We got it first. That is pretty wonderful. Untitled (Souvenir) enjoyed its world premiere in Los Angeles on March 2, 2019, in the context of a rich and historic dance concert delivered by Martha Graham Dance Company. The venue was the glowing, still newish Younes & Soraya Nazarian Center for the Performing Arts.
At ‘The Soraya,’ an extremely arts-conducive theater designed by a female architect, Kara Hill (it’s on the campus of California State University, Northridge), executive director Thor Steingraber paved the way for live musical accompaniment by the experimental music ensemble, wild Up, under the baton of Christopher Rountree.
Punctum and Valencia, two classical string quartets by Caroline Shaw that quote from Beethoven, Schubert and even Bach, serve as Untitled (Souvenir)‘s score. Rountree expanded the two works for his 40-piece chamber orchestra that sent sweet music from the pit the entire evening.
Shaw’s building blocks of ‘found music’ culled from known composers was echoed in the choreography of Pam Tanowitz. Encouraged by MGDC Artistic Director Janet Eilber, Pam-Tan selected and plucked appealing shapes and phases from two Graham golden-oldies. One was the so-so Judith, which Eilber and Tanowitz agreed may not be the greatest shakes as a ballet, but a worthy minefield of “cool movement.” The other was Graham’s rather marvelous abstract work, Dark Meadow (1946), recently reconstructed as Dark Meadow Suite.
All of this was discussed at the keenly attended “Graham Gears Up,” a pre-performance panel that streamed on The Soraya’s Facebook Live page. (disclosure: I moderated the panel.) Tanowitz noted that although she is familiar, she is far from a seasoned practitioner of Graham technique. So after curating her preferred bits and pieces from archival footage, she queried the splendid Graham dancers, “How do you perform it? What is the approach? How can we shift it?” She also sought to surgically separate the overlay of emotion — part and parcel of Graham’s highly emotive style — and use her culled vocabulary as purely physical content. Into the mix Tanowitz added her own material, creating a work she readily admitted was “a very hard dance to do.” The dance will take its place in the Graham repertoire during early-April MGDC performances at the Joyce Theatre in New York.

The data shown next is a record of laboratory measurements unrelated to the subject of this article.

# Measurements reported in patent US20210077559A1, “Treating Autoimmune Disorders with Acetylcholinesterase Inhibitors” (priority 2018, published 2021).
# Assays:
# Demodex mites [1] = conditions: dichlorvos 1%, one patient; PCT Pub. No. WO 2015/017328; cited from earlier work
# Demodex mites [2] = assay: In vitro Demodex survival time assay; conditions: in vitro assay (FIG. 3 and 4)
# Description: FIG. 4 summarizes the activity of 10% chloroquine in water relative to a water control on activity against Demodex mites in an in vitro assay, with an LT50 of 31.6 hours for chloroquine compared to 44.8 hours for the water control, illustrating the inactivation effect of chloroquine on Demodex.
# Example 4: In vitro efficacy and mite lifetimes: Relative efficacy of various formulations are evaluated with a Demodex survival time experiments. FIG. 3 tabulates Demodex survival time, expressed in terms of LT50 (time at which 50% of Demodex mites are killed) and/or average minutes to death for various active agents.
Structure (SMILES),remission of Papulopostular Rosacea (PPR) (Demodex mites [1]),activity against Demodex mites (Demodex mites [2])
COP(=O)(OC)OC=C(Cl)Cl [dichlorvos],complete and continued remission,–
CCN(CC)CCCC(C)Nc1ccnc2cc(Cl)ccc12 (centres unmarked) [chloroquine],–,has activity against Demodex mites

So what do we have here? A verrrry downtown/minimalist proceeding for eight dancers that spools, at slow-to-medium pace, to Shaw’s brightly colored music. Dressed in an array of somber (but beautiful) black, white and grey costumes designed by TOME, the dancers could be dancing; they could equally be attending a SoHo gallery opening. (The pin-pleated, wide trousers are something I would love to wear.)
In this work of high mystery, the dance maker lays down, I would venture, some heady dance hieroglyphics. It’s Tanowitz time, with blade-straight helicopter arms, palms down, pointing, in solemn walks. There is skittering, many Graham triplets (traveling steps), and flat-facing two-dimensional posing — like an ode to a Grecian urn.
Stomping, scanning the horizon, skipping, and hopping. Hands clutching a leg raised in front ‘attitude’ position that hearkens a Martha-ism. Dancers propelling with little one-legged hops that seem Graham-esque, but there are no Greek gods, no American poets, and zero grandeur on the stage. An awkward action repeated: stomping of feet with torso bent far over, giving a glimmer of Cunningham. Apropos Merce, I saw a lotta human isolation, that is, until the gathered family reunion, seen in the photo above. The work is quite low key, but I liked it in aggregate … its scattered shapes and movement dynamics; beautiful live sound-score; smart-looking costumes all meld in a slightly odd pageant. Anyway it is nigh impossible to say much at one viewing of this subtle choreography. In my notes I scribbled, “hoe-down, bending forward, to plucked strings.” Maybe you can make something of that!